In the online survey of a representative national sample, 45 per cent of Canadians disapprove of the leaders’ decision of not running candidates in each other’s ridings in the next federal election, while just 29 per cent approve.
At least four in every ten respondents in each region is against the Dion/May agreement. In Atlantic Canada, the number of people who reject the deal reaches 50 per cent. People in Alberta are the most inclined to reject it (52%), while those in Manitoba and Saskatchewan are the most prone to support it (34%).
Among Liberal voters, 37 per cent disapprove of the pact to support May, while 52 per cent think otherwise.
The controversial deal will not encourage many people to vote for the Liberals in the next election. Two thirds (65%) of respondents say the agreement does not make them more likely to support the Liberals in the future. However, in Atlantic Canada about one-in-five (22%) do say the pact makes them more inclined to vote for the Liberals.
The Dion/May pact is perceived by many Canadians (44%) as a sign of weakness on the part of the Liberals and their leader. Twenty-eight per cent of respondents who voted for the Liberals in the last federal election agree with this perception. Respondents in Atlantic Canada feel particularly strongly about it, with 56 per cent of them saying the deal projects weakness.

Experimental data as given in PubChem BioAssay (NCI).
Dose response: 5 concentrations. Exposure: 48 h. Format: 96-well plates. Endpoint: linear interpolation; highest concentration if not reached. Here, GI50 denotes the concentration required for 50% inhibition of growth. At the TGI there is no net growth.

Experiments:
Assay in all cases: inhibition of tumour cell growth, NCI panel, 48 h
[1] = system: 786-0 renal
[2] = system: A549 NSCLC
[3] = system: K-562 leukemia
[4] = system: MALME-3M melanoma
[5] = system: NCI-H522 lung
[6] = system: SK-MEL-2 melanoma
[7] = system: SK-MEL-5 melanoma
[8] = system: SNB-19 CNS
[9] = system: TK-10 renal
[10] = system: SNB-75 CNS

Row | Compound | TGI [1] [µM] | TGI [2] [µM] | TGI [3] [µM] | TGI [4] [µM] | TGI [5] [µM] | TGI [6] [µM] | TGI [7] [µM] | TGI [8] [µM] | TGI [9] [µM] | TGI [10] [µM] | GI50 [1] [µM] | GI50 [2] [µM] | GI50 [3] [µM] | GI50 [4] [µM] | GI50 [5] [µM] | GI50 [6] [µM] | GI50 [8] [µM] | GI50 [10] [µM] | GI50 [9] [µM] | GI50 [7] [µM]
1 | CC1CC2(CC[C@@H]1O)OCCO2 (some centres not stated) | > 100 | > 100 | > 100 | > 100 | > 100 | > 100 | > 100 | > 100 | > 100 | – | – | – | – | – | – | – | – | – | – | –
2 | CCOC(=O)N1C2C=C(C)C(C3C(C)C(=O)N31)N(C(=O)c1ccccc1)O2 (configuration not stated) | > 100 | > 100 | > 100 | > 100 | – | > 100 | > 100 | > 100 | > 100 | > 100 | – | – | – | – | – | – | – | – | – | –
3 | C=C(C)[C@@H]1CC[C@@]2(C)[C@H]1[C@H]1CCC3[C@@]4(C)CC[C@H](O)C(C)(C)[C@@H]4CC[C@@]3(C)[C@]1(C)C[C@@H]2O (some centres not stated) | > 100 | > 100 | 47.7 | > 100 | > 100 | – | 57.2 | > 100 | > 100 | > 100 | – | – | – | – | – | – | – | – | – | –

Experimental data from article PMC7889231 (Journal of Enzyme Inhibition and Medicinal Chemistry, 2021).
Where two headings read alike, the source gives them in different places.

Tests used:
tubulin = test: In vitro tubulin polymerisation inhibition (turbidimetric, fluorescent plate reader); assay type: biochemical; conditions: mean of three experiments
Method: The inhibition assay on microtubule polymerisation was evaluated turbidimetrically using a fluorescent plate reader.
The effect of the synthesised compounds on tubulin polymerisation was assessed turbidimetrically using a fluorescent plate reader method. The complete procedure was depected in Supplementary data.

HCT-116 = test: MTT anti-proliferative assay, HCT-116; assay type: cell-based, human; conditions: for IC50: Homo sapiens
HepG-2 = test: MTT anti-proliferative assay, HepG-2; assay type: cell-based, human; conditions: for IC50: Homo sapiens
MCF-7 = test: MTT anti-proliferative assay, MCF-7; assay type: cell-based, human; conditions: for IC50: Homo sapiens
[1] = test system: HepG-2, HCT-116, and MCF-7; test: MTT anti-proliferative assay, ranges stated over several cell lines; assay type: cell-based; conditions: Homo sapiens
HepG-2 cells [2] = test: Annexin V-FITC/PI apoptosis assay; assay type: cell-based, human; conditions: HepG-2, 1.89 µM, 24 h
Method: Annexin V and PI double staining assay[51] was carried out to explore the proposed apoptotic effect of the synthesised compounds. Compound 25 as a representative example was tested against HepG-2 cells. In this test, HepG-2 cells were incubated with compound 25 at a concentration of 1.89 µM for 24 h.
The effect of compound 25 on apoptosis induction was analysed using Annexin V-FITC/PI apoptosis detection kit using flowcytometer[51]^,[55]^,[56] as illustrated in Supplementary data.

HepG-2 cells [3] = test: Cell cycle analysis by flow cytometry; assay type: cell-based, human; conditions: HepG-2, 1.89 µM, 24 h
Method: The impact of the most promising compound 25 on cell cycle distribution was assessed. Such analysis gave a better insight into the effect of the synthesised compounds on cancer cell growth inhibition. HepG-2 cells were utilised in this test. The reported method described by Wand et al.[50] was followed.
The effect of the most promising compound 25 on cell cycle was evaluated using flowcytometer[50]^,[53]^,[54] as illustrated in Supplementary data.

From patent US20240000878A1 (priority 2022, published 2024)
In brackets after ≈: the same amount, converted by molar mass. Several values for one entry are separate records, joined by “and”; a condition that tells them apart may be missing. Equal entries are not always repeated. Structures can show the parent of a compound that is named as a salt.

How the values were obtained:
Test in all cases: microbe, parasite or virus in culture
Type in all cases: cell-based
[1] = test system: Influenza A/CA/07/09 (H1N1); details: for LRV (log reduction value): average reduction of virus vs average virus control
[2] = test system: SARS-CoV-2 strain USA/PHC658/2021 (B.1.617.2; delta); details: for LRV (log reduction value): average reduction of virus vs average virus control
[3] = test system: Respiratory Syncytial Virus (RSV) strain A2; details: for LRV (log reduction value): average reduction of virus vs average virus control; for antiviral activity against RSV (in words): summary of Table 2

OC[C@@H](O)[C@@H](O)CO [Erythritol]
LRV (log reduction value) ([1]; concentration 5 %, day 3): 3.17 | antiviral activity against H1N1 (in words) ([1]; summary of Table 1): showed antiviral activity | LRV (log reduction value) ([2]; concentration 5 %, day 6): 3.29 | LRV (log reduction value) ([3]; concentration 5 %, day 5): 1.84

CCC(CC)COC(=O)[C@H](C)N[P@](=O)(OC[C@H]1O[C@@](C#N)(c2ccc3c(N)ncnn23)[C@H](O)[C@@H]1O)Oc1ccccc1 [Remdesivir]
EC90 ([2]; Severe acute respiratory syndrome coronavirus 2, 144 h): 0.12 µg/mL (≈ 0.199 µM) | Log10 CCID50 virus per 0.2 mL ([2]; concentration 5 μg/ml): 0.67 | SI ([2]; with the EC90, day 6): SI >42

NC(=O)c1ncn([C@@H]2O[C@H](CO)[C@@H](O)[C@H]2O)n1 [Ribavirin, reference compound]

Is anyone really surprised? There are a few, scant findings that are favorable, particularly the one in five Atlantic Canadians that are more inclined to vote Liberal, but objectively this online survey is bad news for the deal. However, because I've already braced myself for the initial reaction, I'm taking a long term view of this pact, and it may play better over time.
I've never believed that May has a great shot at MacKay's seat, so that isn't really the barometer to gauge if this pact will be effective or not. The real test will be the closely contested ridings, you don't need to win over many people for the deal to pay dividends.
I'm sure NDP supporters will trumpet these finding, but I think people are in error if they take anything out of this poll, besides the fact that it shows how perception is mostly a media construct. I would say 90% (I may be kind) of the punditry trashed this agreement in a knee jerk fashion. Given the overt lack of balance, I say again, is anyone really surprised?
More detail provided here. Very strange results, as it applies to party affiliation. NDP supporters are the only ones to give the Dion/May pact a favorable grade, 43% support, 40% against. On the question of who would you vote for in MacKay's riding, NDP supporters actually pick May over Loriface, 29% to 20%.
There may be a tantalizing nugget in those NDP voter impressions. If the goal was to pickup some soft left supporters, then the devil could be in the details.